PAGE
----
{ USB_DEVICE(FTDI_VID, FTDI_SCS_DEVICE_4_PID) },
        { USB_DEVICE(FTDI_VID, FTDI_SCS_DEVICE_5_PID) },
        { USB_DEVICE(FTDI_VID, FTDI_SCS_DEVICE_6_PID) },
        { USB_DEVICE(FTDI_VID, FTDI_SCS_DEVICE_7_PID) },
        { USB_DEVICE(FTDI_VID, FTDI_SCS_DEVICE_8_PID) },
at the BEGINNING of the array initializers for the following 2 structure arrays that already exist in the file :
static struct usb_device_id id_table_FT232BM [] = 
static struct usb_device_id id_table_combined [] = 
So AFTER you modify them, they should start out something like the following :
static struct usb_device_id id_table_FT232BM [] = {
        { USB_DEVICE(FTDI_VID, FTDI_SCS_DEVICE_1_PID) },
        { USB_DEVICE(FTDI_VID, FTDI_SCS_DEVICE_2_PID) },
        { USB_DEVICE(FTDI_VID, FTDI_SCS_DEVICE_3_PID) },
        { USB_DEVICE(FTDI_VID, FTDI_SCS_DEVICE_4_PID) },
        { USB_DEVICE(FTDI_VID, FTDI_SCS_DEVICE_5_PID) },
        { USB_DEVICE(FTDI_VID, FTDI_SCS_DEVICE_6_PID) },
        { USB_DEVICE(FTDI_VID, FTDI_SCS_DEVICE_7_PID) },
        { USB_DEVICE(FTDI_VID, FTDI_SCS_DEVICE_8_PID) },
        { USB_DEVICE_VER(FTDI_VID, FTDI_IRTRANS_PID, 0x400, 0xffff) },
        { USB_DEVICE_VER(FTDI_VID, FTDI_8U232AM_PID, 0x400, 0xffff) },
        ...
};

AND

static struct usb_device_id id_table_combined [] = {
        { USB_DEVICE(FTDI_VID, FTDI_SCS_DEVICE_1_PID) },
        { USB_DEVICE(FTDI_VID, FTDI_SCS_DEVICE_2_PID) },
        { USB_DEVICE(FTDI_VID, FTDI_SCS_DEVICE_3_PID) },
        { USB_DEVICE(FTDI_VID, FTDI_SCS_DEVICE_4_PID) },
        { USB_DEVICE(FTDI_VID, FTDI_SCS_DEVICE_5_PID) },
        { USB_DEVICE(FTDI_VID, FTDI_SCS_DEVICE_6_PID) },
        { USB_DEVICE(FTDI_VID, FTDI_SCS_DEVICE_7_PID) },
        { USB_DEVICE(FTDI_VID, FTDI_SCS_DEVICE_8_PID) },
        { USB_DEVICE(FTDI_VID, FTDI_IRTRANS_PID) },
        { USB_DEVICE(FTDI_VID, FTDI_SIO_PID) },
        ...
};
The SCS PTC-IIusb uses the FM232BM chipset - that's why we use that structure array.

Building the kernel module, and installing it

1. Change to the source root directory (on my fedora core 3 system) :
 cd /usr/src/redhat/BUILD/kernel-2.6.12/linux-2.6.12
2. Build the module (on my fedora core 3 system) :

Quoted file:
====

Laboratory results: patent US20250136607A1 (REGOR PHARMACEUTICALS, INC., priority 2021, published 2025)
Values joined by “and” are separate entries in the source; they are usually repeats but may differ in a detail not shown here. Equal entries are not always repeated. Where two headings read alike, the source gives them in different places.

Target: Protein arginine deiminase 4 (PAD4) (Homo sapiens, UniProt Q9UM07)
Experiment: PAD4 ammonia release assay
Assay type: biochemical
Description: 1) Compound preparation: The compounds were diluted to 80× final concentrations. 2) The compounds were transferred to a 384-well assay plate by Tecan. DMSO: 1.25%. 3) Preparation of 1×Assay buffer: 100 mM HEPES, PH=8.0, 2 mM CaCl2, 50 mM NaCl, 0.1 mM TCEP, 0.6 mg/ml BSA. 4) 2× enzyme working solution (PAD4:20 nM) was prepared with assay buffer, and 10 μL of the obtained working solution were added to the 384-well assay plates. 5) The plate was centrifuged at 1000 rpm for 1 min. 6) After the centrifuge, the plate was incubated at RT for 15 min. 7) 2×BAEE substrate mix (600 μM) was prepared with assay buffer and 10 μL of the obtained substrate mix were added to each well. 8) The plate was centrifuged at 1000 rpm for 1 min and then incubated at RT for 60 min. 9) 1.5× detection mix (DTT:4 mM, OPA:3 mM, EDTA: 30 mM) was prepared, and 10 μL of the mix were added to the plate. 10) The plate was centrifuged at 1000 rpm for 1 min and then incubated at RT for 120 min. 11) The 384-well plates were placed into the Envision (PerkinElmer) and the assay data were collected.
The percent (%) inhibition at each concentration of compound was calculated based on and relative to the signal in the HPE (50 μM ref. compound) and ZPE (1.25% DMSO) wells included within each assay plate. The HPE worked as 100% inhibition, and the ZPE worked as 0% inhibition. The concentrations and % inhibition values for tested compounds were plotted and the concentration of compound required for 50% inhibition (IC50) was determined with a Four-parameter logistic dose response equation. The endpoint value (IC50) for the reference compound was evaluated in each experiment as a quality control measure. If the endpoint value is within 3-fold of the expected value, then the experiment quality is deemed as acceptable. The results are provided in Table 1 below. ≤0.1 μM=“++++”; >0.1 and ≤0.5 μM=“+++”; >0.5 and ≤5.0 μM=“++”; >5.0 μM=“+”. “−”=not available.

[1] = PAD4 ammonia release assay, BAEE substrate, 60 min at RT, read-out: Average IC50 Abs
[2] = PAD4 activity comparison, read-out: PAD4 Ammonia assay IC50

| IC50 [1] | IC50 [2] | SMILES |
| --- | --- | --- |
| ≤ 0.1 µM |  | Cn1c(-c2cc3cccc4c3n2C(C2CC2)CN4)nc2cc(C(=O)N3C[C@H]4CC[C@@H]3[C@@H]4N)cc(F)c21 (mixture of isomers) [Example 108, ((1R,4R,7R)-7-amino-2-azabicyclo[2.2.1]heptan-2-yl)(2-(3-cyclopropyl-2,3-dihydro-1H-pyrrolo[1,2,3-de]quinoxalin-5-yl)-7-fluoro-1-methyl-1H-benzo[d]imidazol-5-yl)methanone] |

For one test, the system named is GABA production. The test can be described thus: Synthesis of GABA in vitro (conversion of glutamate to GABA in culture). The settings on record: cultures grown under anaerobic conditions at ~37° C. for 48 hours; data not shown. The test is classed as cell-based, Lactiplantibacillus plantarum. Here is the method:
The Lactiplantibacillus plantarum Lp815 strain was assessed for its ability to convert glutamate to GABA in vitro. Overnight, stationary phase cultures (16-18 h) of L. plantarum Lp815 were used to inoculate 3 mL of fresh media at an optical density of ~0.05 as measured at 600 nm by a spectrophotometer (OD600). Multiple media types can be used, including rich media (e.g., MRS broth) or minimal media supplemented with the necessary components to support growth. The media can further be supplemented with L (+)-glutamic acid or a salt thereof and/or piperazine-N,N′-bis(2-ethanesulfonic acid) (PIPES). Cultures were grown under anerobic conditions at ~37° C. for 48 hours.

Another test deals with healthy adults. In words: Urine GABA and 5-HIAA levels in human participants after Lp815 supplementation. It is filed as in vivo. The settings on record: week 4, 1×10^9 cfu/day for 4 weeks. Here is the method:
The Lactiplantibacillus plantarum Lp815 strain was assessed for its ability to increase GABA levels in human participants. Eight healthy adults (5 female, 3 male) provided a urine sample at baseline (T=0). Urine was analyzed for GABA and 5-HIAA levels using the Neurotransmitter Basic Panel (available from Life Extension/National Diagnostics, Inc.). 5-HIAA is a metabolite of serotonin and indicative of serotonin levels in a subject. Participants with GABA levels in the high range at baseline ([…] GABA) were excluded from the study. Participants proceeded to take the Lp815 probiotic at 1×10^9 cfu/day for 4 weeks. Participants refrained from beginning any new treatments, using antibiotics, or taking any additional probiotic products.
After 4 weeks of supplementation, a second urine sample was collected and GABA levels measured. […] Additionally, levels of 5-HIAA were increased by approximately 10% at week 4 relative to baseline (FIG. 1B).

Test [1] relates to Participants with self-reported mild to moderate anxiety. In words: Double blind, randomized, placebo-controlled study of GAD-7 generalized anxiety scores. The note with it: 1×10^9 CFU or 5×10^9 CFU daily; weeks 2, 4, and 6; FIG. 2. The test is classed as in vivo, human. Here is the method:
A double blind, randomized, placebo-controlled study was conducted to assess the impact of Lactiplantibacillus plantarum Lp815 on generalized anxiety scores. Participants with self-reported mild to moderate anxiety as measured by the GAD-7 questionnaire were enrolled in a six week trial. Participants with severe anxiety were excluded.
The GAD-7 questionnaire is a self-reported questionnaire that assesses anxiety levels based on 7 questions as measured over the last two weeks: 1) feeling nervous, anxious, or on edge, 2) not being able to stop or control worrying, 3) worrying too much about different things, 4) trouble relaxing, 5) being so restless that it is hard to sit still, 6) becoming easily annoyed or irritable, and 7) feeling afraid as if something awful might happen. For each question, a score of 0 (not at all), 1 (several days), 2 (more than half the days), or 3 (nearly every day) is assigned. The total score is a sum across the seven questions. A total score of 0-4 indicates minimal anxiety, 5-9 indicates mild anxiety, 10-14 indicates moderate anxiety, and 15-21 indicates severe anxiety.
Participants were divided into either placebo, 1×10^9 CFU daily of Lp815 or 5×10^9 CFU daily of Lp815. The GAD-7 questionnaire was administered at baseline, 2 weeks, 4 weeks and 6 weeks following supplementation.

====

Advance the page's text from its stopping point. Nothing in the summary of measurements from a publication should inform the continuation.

make drivers/usb/serial/

* The trailing slash (/) is very important, don't forget it !
3. Install the new ftdi_sio kernel module (on my fedora core 3 system) :
 cp drivers/usb/serial/ftdi_sio.ko /lib/modules/2.6.12-1.1381_FC3/kernel/drivers/usb/serial/ftdi_sio.ko

That's it - you're ready to use your TNC via the pseudo tty

Tail the main log file, using the following command :
tail -f /var/log/messages
Now plug your TNC into any USB port on your linux box. If all goes well, you should see something like this :
May 11 09:02:24 jedi kernel: usb 3-1: USB disconnect, address 3
May 11 09:02:30 jedi kernel: usb 3-1: new full speed USB device using uhci_hcd and address 4
May 11 09:02:31 jedi kernel: usbcore: registered new driver usbserial
...
May 11 09:02:31 jedi kernel: drivers/usb/serial/usb-serial.c: USB Serial support registered for FTDI FT232BM Compatible
...
May 11 09:02:31 jedi kernel: ftdi_sio 3-1:1.0: FTDI FT232BM Compatible converter detected
May 11 09:02:31 jedi kernel: usb 3-1: FTDI FT232BM Compatible converter now attached to ttyUSB0
May 11 09:02:31 jedi kernel: usbcore: registered new driver ftdi_sio
May 11 09:02:31 jedi kernel: drivers/usb/serial/ftdi_sio.c: v1.4.2:USB FTDI Serial Converters Driver
Notice the /dev/ttyUSB0 - it's the device (tty) you use in your application. Try running minicom on it to test.

Application Note - specific to JNOS 2.0

For the linux version of JNOS 2.0, attach the SCS PTC-IIusb as an HF device :
#
# Attach a HFDD - SCS PTC-IIusb Pactor Modem
#
attach asy ttyUSB0 - hfdd ptc 4096 256 38400
#
ifconfig ptc desc "hf - Pactor on 20/30/40"
#
param ptc Pactor 1
#
* Written by Maiko Langelaar / VE4KLM on May 11, 2007